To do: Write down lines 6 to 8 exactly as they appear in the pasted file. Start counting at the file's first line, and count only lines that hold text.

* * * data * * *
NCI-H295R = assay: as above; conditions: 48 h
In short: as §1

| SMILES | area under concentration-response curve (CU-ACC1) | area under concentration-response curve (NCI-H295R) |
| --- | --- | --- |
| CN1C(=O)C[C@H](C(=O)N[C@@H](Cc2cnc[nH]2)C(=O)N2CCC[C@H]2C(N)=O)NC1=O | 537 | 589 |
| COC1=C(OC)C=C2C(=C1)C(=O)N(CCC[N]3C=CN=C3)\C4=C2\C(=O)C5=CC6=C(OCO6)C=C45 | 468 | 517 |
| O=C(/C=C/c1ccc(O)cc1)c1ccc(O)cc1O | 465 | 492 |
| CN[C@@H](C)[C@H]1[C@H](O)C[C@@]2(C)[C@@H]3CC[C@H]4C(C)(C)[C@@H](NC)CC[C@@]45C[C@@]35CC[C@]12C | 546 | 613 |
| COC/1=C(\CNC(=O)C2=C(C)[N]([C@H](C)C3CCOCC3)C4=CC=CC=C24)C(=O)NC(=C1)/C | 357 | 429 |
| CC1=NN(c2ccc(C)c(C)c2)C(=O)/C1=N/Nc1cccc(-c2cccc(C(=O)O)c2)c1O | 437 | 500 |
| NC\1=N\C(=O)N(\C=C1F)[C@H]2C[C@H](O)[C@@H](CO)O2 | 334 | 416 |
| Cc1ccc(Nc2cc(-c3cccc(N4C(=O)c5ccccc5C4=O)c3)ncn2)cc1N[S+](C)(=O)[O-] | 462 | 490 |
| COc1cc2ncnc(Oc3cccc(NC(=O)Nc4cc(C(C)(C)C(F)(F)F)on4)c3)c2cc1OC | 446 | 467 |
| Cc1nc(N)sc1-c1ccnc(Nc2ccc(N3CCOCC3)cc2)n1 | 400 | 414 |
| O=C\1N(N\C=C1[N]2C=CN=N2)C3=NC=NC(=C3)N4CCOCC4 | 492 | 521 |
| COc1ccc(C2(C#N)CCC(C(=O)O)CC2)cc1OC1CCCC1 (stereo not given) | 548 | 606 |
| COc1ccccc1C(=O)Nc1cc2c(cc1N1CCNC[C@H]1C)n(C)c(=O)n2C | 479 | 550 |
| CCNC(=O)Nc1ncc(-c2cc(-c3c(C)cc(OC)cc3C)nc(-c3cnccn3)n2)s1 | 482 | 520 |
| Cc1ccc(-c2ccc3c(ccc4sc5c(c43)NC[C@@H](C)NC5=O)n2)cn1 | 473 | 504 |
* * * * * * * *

| COC1=C(OC)C=C2C(=C1)C(=O)N(CCC[N]3C=CN=C3)\C4=C2\C(=O)C5=CC6=C(OCO6)C=C45 | 468 | 517 |
| O=C(/C=C/c1ccc(O)cc1)c1ccc(O)cc1O | 465 | 492 |
| CN[C@@H](C)[C@H]1[C@H](O)C[C@@]2(C)[C@@H]3CC[C@H]4C(C)(C)[C@@H](NC)CC[C@@]45C[C@@]35CC[C@]12C | 546 | 613 |